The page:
Understanding how the AI works in Hex is no easy feat. Essentially, Hex's AI evaluates every card active on the board and in its hand, assigning them a numerical value that is positive for its cards and negative for the human opponent's cards. The AI can then begin to evaluate possibilities by calculating whether or not a move will increase the value of the "game state", thus tipping the scales in its favor or pushing it to be more negative, presumably benefitting the player.
From there, the AI begins to calculate theoretical options, a massive tree of branching possibilities that it assigns probabilities to in order to determine what the most likely outcome will be. After evaluating each potential branch, the AI can decide whether or not a move is going to be beneficial or harmful to its chances of winning.
Though there are methods like "Monte Carlo", which runs a sample size of simulations to approximate probability, or "alpha-beta pruning", which immediately removes a branch of possibility when one of its sub-branches is found to be weaker than a previously examined branch, neither were satisfactory enough for Woods. So he decided to create his own unique algorithm instead.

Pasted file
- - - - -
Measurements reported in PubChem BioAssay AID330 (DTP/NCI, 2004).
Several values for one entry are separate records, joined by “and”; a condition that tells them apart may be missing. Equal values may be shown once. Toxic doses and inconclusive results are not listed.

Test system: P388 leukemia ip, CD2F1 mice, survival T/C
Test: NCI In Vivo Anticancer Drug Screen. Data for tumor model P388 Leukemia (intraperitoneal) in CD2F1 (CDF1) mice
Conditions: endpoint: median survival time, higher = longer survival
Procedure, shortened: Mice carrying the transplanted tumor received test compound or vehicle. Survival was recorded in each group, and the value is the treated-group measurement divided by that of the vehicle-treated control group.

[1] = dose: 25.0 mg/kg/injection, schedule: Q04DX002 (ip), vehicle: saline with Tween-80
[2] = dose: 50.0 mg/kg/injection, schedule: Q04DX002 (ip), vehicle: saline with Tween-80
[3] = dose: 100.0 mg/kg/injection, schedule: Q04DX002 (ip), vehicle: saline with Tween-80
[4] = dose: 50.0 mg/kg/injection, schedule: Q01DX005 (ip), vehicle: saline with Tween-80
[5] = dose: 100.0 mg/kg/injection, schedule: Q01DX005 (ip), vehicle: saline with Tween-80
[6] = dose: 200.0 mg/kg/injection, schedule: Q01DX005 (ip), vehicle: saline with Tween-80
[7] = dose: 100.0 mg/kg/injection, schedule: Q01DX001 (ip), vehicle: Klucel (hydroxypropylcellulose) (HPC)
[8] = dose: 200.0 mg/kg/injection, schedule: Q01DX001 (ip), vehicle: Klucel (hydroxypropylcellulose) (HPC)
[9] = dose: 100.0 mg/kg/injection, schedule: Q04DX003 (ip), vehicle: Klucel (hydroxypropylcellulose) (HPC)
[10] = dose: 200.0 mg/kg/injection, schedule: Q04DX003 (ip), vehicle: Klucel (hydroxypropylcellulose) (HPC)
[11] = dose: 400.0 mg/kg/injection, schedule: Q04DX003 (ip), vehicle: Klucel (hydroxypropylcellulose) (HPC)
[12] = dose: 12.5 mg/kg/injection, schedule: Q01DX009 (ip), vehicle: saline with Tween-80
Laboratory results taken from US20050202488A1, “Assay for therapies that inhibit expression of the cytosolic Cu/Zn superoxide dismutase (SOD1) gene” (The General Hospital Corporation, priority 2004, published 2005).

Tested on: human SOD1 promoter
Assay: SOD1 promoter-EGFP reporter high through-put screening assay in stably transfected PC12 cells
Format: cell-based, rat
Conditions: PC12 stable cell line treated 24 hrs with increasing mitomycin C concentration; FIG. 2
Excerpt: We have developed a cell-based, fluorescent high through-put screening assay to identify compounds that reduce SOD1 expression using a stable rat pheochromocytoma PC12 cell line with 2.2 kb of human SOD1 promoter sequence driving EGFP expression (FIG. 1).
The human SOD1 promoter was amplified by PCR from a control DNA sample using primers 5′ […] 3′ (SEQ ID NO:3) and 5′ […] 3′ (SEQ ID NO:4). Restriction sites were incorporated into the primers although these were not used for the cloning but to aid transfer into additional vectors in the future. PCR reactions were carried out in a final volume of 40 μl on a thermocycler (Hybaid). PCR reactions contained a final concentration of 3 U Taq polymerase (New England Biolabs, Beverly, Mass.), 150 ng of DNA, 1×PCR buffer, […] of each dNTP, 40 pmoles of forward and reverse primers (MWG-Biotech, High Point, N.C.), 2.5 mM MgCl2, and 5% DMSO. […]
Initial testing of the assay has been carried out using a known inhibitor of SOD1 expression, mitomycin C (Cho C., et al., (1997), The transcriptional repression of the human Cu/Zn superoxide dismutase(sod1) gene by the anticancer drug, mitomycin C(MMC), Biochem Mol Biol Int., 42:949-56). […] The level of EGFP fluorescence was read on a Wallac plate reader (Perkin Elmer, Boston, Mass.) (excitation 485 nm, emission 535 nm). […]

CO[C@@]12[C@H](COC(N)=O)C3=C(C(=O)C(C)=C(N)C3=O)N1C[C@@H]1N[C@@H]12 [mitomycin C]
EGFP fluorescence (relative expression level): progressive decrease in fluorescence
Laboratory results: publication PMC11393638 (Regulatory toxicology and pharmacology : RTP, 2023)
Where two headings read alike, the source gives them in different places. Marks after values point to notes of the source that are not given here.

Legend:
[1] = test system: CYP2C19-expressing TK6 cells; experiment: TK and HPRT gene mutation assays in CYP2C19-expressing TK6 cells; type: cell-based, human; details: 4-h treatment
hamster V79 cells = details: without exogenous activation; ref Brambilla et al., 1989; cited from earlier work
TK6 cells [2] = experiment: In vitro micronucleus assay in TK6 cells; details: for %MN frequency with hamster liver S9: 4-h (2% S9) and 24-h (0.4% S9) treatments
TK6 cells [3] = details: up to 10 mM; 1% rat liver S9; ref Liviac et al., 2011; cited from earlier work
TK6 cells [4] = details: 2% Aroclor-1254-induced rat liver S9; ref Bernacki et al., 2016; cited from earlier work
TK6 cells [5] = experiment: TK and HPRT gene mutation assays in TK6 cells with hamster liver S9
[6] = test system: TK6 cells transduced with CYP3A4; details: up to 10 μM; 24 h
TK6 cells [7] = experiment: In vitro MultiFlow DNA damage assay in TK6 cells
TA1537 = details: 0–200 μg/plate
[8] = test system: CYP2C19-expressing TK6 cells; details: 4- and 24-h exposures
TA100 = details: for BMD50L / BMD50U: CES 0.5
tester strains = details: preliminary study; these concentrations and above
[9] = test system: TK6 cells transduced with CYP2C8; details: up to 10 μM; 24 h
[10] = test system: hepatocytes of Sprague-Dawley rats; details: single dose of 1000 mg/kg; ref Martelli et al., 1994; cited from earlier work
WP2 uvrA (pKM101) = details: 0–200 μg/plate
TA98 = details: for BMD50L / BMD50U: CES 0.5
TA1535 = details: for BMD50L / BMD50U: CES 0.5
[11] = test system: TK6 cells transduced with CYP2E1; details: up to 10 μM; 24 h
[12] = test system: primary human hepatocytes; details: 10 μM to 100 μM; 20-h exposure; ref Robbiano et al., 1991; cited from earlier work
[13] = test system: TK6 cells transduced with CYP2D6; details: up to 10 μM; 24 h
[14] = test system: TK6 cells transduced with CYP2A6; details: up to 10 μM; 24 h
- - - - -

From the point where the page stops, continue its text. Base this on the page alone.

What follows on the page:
For Woods, it wasn't good enough to create an AI that was smart and efficient, it also needed to be dynamic. "You never want your AI to be deterministic—people don't realize it, but they figure it out. You 'get it' and you become bored because it's no longer surprising you."
To prevent this, the team came up with basic templates for each type of AI opponent—like a beast template that would guide the logic of a wild boar. They also created "thunks", smaller subroutines in the code which gives the AI special tendencies. One of those thunks is "kneecapping", which encourages the AI to always thwart an attempt by a player to use spell cards to increase the strength of one of their troop cards.
When an AI is evaluating its choices and assigning each card a value, those values can be manipulated by certain personality quirks that Woods programs the AI to choose from. If the player is fighting an elf character who has the "sentimental" quirk, she might overvalue certain cards because she doesn't want to see those cards die. Each AI template has a list of quirks it randomly chooses between each battle, meaning a character might be sentimental during one game but carelessly aggressive in the next.